Left: Changing the perspective to a side-view. Right: Changed foreshortening and background colour.
In principle, the above could be made to happen with the QL. As a matter of fact, I have tried to demonstrate how this could begin to work, even though this work hardly represents the idealized vision above. But I also specifically did not want to plan too much ahead, as I wanted to experiment with the fluidness of this process. There's something to be said for a mixture of interpreted commands and a program listing, which tends to become lost in a compiled-only language.

The pictures here are a result of about an hours work. It shows to me that the environment is "graphical", despite all the command lines, much like in a good LOGO environment. Without any dedicated drawing package, the QL BASIC could be used to create a rudimentary setting for spatial design exploration. In my mind, here's something more at play than the rather limited idea of a "office desk metaphor" that Apple was peddling to their customers.

With the QL, the graphical component is not presented as a way to make the computing experience easier, but more expansive. Of course, this vision is demanding, as it requires at least some programming skill and some understanding of design exploration.

The video below shows the reality: The lines are extremely slow.


So it might not look much, but this is on a cheap-ish computer from 1984 and pretty much possible out-of-the-box. The BASIC environment becomes a way to access all that the computer does, and it can get pretty interesting with the graphics built-in. In similar vein, the ZX Spectrum already provided a programmable graphics pad. But it is the procedure definitions in a language interpreter setting that bring the QL experience to a whole new level, and at least in principle, the Microdrive allows a rapid retrieval of these command sets. It becomes as easy to type WALL 100,0 as it is to type line drawing commands.

Now, if I were more interested in writing novels or calculating spreadsheets, the QL BASIC might offer less openings out of the box. The truth is, the QL BASIC environment is not enormously flexible towards all kinds of interests. But who knows, what might have happened if this approach had become the mainstream. Instead, we now have computers mostly as platforms for launching applications that achieve fairly limited things. Programming tends to be accessed through counter-intuitive development environments, not very encouraging for direct approaches. (Although it has to be said that projects such as Processing and Python have somewhat helped change that.)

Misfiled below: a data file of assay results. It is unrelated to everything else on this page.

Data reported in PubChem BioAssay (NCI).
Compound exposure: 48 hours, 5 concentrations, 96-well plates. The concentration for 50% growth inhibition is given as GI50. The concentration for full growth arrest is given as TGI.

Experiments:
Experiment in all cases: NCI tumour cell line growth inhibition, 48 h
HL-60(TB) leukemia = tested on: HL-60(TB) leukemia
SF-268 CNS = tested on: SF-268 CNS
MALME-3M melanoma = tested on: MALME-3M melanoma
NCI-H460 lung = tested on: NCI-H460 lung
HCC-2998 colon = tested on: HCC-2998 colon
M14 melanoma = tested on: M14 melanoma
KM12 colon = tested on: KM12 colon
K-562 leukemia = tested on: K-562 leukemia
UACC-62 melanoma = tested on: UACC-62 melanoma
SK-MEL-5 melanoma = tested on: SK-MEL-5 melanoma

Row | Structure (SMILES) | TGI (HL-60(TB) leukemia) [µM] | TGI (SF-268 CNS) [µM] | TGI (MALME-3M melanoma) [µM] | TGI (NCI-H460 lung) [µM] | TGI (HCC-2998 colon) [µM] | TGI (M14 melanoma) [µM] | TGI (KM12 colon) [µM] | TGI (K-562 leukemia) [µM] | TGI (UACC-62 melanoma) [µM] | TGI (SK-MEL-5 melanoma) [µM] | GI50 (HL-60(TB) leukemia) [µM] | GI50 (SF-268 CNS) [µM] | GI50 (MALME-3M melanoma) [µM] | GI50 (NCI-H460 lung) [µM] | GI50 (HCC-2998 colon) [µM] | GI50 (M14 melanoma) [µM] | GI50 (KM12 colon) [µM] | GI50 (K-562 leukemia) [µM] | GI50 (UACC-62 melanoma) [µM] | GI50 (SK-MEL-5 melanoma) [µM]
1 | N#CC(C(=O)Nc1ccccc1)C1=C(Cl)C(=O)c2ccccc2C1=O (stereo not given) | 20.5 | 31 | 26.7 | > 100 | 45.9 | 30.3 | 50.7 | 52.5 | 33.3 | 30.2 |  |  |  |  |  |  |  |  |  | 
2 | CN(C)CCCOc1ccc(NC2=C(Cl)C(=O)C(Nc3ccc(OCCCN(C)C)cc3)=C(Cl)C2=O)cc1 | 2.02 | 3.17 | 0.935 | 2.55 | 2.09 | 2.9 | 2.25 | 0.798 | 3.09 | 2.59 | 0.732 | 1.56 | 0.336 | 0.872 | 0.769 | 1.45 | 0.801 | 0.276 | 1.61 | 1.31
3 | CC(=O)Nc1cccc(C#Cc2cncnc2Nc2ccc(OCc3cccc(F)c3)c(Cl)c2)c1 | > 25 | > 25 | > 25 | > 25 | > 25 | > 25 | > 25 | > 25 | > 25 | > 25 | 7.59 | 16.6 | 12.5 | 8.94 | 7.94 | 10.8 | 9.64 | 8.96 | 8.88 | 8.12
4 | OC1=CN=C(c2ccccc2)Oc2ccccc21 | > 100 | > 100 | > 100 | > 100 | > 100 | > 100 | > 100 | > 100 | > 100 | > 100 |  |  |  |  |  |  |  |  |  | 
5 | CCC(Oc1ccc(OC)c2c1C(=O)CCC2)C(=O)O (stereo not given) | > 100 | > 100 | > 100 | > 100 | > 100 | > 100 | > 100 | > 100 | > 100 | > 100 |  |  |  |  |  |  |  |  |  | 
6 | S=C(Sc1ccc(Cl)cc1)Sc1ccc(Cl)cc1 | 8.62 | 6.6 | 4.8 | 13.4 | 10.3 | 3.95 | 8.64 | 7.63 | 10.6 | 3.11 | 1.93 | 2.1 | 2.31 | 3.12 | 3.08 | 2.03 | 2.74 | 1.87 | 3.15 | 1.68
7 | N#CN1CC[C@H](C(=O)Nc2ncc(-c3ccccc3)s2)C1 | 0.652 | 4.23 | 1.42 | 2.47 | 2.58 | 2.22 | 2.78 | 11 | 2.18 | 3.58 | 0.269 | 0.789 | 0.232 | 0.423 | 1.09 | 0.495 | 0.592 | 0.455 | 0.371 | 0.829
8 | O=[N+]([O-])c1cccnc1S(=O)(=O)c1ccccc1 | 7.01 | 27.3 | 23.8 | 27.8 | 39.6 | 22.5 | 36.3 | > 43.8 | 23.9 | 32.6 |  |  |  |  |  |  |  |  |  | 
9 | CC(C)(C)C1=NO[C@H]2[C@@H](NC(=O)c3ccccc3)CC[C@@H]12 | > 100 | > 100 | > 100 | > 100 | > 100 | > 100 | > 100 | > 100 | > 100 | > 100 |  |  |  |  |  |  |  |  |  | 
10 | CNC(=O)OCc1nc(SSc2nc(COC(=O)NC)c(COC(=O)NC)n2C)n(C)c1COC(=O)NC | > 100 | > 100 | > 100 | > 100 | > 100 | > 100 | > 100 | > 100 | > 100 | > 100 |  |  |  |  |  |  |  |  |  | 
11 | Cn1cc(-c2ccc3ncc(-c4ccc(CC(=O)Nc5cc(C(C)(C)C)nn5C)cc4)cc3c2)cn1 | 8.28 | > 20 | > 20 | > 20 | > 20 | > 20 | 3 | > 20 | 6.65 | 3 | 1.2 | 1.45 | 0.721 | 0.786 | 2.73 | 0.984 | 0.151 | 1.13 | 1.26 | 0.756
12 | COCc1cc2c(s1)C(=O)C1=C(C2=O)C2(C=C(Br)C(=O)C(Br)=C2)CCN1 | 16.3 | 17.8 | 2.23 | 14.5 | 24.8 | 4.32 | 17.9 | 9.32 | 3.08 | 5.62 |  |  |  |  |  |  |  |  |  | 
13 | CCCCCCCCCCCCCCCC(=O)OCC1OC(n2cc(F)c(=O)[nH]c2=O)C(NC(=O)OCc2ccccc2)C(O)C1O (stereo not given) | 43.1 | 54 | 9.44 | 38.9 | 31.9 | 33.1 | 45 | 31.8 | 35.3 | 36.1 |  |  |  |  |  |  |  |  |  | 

Highlighting different objects with a variety of colours. The TABLEs are made from LEGs and PLANEs,  whereas the PILLAR is a ROOM with a fixed width and depth.
All in all I have liked to play around with the QL Basic, perhaps more so than with other old computers. What I've been here trying to say is that there is an underlying design vision in the QL that continues to intrigue me, and not so much the somewhat flawed computer QL turned out to be. It's of course not fair to criticize a 30-year old piece of electronics, and I know the story of QL did not end with the Sinclair machine. Perhaps I'll be able to get a later version some day, and see how the story continued.

Tuesday, 12 March 2013

Schneider EuroPC


More of a picture show again, I haven't been able to get this fully working. I've got some beeps out of the BIOS but as I do not have a display, I'm unsure about the performance of this unit.

(Edit: It does work. Check this blog post for more info.)

I would not have guessed that I'd see PCs as being very nostalgic as yet. But it's true, some of the more "family-friendly" brands of PCs have been around for more than 25 years. EuroPC's appearance owes to Amiga and Atari ST, with everything inside the same unit. Compared to these multimedia machines, it's a rather laughable set: 8088 processor, Hercules/CGA display adapter, beeper sound. I think it has 512 k of memory instead of 640, no hard drive as standard. As an entry-level PC, it would have been nice, I guess. It would run word processors and things like that quite well. Learning how to use a PC and MS-DOS might have been important to many at those times, and why not take this route? I'm still glad I had an Atari ST instead, though.

It's yellowed somewhat...
The motherboard is not that big compared to the case. It goes to show how PC tech was actually quite small at that point. There's no need for ventilation, fans and big internal power supply units which took quite a lot of room in the more serious models. Looking inside, the layout's not much different to Amstrad CPC or Sinclair 128 machines. It's also tempting to draw some comparisons between the general layout of EuroPC and Sinclair QL (Board at the middle, expansion space to the left, storage to the right.) Of course, here one of the more attractive aspect of PCs is lost: It's not very expandable. There's only one (8-bit) ISA port, no room for hard drive etc.

Squeezing somewhat, the heart of the computer could fit in 50% less width.
Doing some net searches, I've learned that pretty much the same hardware was also packaged as Sinclair PC200 and Amstrad PC20. There seemed to be some kind of minor rush to get these "desktop" PCs into the market, that vaguely looked like Amiga or Atari, to try to ride on their success. This I think was largely a failure, but Schneider EuroPC, I've understood was still a pretty popular and well regarded computer. I don't have the numbers but I'm a afraid it might have been a bit too expensive compared to Amiga 500 and the likes, on face of the lack of features. I do remember this being advertised back in the day and that was at least my impression back then.